Don’t refer to the UK as ‘four nations’, senior Welsh Tory suggests
A senior Welsh Tory has complained about unionists who refer to the UK as “four nations”.
Huw Davies, Chair of Newport West Conservative Association, has suggested that those who do so are “foolishly playing on the nationalists’ turf”.
He argued on the conservative Gwydir website that the United Kingdom, which is made up of the countries of Wales, Scotland, Northern Ireland, and England, should be referred to as “One Nation”.
This he says is a “new interpretation” of the ‘One Nation Conservatism’ of 19th century Prime Minister Benjamin Disraeli, who sought to unite a country divided between the rich and the poor.
Davies also argued that a federal system is “alien” to the UK, and claimed that it has been “eroded by devolution”
He said: “The ‘Let’s be like America’ brigade of Labour and the Liberal Democrats want an American-style federal structure.
“Such a concept is so alien to this country and would bring with it the same division we see in the US system.
“Plaid Cymru and the SNP want the complete destruction of our nation, and I am glad any notion of working with them has been ruled out by our party in Scotland and Wales.”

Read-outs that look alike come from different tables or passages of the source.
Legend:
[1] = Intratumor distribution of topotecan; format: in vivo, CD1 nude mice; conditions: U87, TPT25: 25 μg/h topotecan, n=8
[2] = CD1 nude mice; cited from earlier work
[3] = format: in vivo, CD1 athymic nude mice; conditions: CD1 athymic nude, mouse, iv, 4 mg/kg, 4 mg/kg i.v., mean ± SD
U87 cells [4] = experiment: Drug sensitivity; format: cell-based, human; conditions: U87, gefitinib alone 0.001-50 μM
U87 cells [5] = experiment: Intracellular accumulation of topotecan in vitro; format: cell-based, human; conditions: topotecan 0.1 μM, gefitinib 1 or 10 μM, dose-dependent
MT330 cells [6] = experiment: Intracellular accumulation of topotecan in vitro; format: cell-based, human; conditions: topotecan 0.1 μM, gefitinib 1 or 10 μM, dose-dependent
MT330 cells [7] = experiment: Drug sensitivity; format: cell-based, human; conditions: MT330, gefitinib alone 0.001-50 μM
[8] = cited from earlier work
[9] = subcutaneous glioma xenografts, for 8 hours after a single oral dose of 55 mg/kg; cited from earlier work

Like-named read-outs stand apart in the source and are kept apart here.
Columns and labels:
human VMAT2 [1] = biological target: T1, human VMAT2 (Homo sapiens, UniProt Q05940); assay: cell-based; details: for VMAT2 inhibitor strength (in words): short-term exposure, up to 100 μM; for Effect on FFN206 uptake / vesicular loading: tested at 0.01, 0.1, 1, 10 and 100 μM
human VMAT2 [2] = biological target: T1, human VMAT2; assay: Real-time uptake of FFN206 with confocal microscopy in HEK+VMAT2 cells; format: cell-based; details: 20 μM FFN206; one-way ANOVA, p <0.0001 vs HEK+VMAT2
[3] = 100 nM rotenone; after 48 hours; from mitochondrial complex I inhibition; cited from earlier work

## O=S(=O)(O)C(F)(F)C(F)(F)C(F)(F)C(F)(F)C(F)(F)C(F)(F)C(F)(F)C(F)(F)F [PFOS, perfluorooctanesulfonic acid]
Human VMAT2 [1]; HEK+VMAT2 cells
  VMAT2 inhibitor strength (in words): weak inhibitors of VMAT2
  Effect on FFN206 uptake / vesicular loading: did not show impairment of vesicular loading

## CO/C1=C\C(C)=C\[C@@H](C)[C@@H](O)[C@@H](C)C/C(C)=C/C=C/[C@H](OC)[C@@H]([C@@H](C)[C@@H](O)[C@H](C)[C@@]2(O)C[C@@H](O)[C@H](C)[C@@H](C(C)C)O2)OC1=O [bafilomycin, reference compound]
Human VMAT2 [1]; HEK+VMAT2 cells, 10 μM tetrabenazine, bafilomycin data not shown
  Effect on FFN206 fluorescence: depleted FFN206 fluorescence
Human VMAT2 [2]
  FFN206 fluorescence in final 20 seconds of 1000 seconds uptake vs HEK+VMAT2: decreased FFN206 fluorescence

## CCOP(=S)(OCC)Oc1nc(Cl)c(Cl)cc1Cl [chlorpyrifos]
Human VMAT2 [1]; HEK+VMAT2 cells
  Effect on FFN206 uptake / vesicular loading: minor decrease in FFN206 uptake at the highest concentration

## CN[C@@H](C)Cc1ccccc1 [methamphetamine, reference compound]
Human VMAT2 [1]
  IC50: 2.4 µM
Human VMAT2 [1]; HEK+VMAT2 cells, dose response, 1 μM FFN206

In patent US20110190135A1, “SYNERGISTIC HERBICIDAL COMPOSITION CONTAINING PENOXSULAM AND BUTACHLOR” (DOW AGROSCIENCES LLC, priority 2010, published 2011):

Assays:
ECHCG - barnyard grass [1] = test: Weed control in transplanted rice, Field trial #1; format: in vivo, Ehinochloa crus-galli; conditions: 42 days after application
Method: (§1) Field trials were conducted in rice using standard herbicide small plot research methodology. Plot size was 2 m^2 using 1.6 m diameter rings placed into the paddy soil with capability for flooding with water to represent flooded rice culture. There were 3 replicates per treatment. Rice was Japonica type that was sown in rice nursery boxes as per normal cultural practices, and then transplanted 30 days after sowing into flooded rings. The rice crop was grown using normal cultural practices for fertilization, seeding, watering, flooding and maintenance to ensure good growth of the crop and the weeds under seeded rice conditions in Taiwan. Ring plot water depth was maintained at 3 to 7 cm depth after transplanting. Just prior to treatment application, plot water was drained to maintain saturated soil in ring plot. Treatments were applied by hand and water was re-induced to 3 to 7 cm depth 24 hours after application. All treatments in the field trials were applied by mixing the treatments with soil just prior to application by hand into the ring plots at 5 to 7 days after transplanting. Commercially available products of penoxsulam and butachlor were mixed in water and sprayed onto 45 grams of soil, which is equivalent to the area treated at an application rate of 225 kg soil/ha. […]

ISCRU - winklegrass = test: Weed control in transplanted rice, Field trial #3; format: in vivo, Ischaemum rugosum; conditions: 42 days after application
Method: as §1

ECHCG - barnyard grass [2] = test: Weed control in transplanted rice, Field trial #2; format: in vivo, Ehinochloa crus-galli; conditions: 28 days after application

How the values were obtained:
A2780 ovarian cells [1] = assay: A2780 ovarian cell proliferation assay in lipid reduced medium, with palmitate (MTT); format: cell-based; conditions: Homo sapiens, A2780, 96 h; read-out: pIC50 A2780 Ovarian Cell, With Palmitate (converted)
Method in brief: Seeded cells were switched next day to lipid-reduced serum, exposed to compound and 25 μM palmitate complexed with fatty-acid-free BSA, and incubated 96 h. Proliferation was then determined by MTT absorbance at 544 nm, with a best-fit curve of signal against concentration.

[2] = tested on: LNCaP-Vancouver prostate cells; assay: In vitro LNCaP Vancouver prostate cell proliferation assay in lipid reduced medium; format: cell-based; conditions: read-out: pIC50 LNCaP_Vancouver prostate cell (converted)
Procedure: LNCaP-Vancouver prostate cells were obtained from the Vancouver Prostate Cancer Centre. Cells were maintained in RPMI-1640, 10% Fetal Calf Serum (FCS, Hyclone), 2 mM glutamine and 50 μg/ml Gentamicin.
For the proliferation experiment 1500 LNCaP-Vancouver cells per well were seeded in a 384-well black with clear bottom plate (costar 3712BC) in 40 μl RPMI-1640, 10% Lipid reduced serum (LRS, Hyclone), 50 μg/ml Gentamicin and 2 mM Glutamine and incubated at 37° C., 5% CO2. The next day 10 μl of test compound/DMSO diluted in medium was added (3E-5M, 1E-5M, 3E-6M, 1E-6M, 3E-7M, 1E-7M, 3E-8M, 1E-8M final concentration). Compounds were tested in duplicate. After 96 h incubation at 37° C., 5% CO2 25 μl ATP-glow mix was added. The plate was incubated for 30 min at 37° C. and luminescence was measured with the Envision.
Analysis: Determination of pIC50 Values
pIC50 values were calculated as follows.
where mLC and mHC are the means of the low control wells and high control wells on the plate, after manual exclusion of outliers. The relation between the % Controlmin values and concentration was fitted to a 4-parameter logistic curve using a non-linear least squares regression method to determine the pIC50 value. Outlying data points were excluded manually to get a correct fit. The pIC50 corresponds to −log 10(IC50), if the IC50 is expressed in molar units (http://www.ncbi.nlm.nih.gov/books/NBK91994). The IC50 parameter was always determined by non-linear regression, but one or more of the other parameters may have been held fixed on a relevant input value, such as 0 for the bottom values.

He added: “I think it is time for a new interpretation of this ‘One Nation Toryism’. This new guiding principle would encompass the idea of Britain as a united nation, a United Kingdom – One Nation. If we believe in the preservation of the United Kingdom, it is vital we maintain the basis of its nationhood.
“Those who talk of ‘four nations’ usually are federalists, nationalists or unionists foolishly playing on the nationalists’ turf. But what is so often forgotten is the greater whole, the unified entity – Britain.
“As One Nation Tories, we must fight to reunite the United Kingdom and reknit its nationhood which has been eroded by devolution.
“Britishness cannot be diminished to just our flag on some supermarket butter, it must be a real and active identity. That means the British state acting on behalf of the British people, which the UK Internal Market Act will enable it to do.”